ALBUM REVIEW: Matthew Vincent (The American Scene) & Alexander Correia ( The Tower & The Fool) Split
I admit to openly liking split EPs, when I know a lot of people don’t. One listen to the Matthew Vincent and Alexander Correia split, and I was hooked, and I know any anti-split listeners will fall madly in love as well.
The split begins perfectly with Matthew Vincent’s “Wicked Thirst,” a beautiful acoustic track that will immediately captivate listeners. Each line is filled with stunning emotional depth. It’s a well-written piece, painted with lyrics resembling poetry, and music that is nothing short of fantastic.
Vincent continues with “Sad Eyes.” Something about this song has a soundtrack-quality vibe. Essentially a love song, Vincent manages to pull at a few heartstrings, as both desperation and surrender can be heard within the lyrics, and even the melody itself.
“Muslin” is like being a little kid again, wrapped in a blanket, surrounded by people you love. It’s warm and it’s comforting. I admit, the song is a far cry from a boppy pop-punk tune, but if you don’t have a desire to listen to it again and again, I dread to think what’s on your iPod currently.
The next half of the split consists of Alexander Correia’s creations, beginning with “I Run With The Haunted,” allowing the split to transition smoothly between the two artists. The track has a nostalgic feel to it, reminding me very much of some of the greats from the ’90s. However, it’s fresh, and soft, but with a large amount of emotional/philosophical weight. Something about that just makes this ten times more enjoyable in my eyes. The music is completely entrancing, and the lyrics do exactly what lyrics are intended to—give insight into how humans feel.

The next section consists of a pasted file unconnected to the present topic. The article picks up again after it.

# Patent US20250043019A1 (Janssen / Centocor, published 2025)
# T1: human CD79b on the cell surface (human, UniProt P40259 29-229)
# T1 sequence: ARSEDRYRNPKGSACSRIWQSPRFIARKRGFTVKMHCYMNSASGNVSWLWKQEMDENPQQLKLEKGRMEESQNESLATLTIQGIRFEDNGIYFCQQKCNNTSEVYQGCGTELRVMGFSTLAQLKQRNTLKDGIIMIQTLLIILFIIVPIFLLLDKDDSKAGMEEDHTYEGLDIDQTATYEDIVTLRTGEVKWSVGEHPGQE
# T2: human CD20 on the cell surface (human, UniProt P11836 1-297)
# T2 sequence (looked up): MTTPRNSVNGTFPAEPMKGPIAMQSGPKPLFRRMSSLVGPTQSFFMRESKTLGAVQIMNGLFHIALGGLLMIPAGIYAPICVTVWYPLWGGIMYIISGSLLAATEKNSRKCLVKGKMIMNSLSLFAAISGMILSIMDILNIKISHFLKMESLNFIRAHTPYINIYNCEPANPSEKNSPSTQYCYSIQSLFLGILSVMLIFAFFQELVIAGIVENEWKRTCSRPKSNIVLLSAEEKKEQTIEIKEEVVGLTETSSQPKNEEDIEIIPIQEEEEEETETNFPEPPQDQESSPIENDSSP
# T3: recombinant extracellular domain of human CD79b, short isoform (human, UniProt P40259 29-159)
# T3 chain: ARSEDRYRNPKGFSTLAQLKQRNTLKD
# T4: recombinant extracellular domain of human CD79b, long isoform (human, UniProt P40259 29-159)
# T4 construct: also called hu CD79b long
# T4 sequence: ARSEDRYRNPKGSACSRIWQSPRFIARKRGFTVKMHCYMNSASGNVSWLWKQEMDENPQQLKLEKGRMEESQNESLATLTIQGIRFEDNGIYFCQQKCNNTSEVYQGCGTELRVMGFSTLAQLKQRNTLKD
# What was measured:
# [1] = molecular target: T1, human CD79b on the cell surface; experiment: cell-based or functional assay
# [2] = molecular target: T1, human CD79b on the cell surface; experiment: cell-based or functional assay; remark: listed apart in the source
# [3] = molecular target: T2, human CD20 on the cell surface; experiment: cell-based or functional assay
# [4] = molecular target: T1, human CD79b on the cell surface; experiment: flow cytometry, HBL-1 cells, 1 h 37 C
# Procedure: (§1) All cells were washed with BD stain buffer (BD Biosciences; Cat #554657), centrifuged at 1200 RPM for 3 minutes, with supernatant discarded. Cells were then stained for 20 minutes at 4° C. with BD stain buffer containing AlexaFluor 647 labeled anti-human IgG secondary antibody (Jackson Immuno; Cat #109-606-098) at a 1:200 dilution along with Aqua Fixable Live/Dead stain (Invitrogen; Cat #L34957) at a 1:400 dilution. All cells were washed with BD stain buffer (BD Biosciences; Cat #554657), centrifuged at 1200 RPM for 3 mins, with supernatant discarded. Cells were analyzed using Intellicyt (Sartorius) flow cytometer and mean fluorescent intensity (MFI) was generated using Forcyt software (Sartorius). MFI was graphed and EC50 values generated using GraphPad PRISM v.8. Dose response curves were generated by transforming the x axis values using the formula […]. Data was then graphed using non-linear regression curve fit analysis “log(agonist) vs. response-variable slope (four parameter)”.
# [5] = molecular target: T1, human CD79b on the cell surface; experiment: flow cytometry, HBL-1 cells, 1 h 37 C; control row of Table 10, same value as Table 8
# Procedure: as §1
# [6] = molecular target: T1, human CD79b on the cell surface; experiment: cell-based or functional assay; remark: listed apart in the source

“Let It Ride” is very metaphorical, but it’s far from over-done. Correia has a singing voice that is familiar, especially with his tone featured here, but there is something so raw about it; new and vibrant.
The split closes with Correia’s “Corinna,” which has a country-blues feel to it, most prominently showcased in the first few bars. When Correia’s voice merges with the instruments during the bridge and the chorus, it truly finishes off the split perfectly.
Overall, I found the split enjoyable, because the artists were similar in the vibe presented, but not redundant. There was a distinct difference in the tones and the material presented. That’s the way a good split should be; versatile and entertaining. While Matthew Vincent has a bit more of a folksy edge to his sound, Alexander Correia has perfected the indie sound.
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